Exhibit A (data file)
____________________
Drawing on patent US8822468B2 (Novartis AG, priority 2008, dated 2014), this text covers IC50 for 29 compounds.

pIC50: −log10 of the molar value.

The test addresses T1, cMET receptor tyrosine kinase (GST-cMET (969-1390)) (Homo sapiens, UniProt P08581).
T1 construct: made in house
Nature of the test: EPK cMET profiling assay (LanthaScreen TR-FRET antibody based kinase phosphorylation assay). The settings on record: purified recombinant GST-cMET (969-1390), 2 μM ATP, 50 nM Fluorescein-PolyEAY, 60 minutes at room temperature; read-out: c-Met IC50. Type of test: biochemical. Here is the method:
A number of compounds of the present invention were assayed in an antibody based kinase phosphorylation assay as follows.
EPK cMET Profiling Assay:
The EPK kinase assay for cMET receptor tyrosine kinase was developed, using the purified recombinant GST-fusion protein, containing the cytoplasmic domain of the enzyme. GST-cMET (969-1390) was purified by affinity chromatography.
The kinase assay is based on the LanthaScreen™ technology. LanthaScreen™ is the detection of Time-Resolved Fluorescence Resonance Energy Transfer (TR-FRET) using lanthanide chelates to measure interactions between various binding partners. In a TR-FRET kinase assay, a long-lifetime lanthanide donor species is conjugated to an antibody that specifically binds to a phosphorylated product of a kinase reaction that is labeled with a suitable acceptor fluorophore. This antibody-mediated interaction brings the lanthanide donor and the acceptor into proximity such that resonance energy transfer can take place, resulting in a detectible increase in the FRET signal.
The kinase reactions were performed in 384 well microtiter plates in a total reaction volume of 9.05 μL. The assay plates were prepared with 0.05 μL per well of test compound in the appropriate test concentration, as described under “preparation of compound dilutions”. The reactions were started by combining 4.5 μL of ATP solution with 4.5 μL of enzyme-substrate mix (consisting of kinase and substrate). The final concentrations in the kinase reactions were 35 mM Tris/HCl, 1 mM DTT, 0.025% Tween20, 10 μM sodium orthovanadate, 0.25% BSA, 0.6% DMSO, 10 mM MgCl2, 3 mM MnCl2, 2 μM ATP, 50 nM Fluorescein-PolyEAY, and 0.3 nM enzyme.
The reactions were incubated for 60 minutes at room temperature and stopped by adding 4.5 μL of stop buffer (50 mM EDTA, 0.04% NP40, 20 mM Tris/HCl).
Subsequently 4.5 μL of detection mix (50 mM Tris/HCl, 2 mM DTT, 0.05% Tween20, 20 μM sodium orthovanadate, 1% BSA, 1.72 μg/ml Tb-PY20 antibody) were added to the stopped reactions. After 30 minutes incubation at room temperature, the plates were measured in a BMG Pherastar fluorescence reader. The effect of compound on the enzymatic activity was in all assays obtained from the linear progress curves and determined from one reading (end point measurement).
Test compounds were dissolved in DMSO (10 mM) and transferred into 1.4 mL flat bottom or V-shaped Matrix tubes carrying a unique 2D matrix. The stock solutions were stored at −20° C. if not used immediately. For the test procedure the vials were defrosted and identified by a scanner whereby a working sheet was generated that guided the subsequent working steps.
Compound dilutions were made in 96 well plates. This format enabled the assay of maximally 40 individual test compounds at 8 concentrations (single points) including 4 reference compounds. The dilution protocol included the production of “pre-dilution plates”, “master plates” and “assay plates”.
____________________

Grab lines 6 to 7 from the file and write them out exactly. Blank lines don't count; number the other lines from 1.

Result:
A number of compounds of the present invention were assayed in an antibody based kinase phosphorylation assay as follows.
EPK cMET Profiling Assay: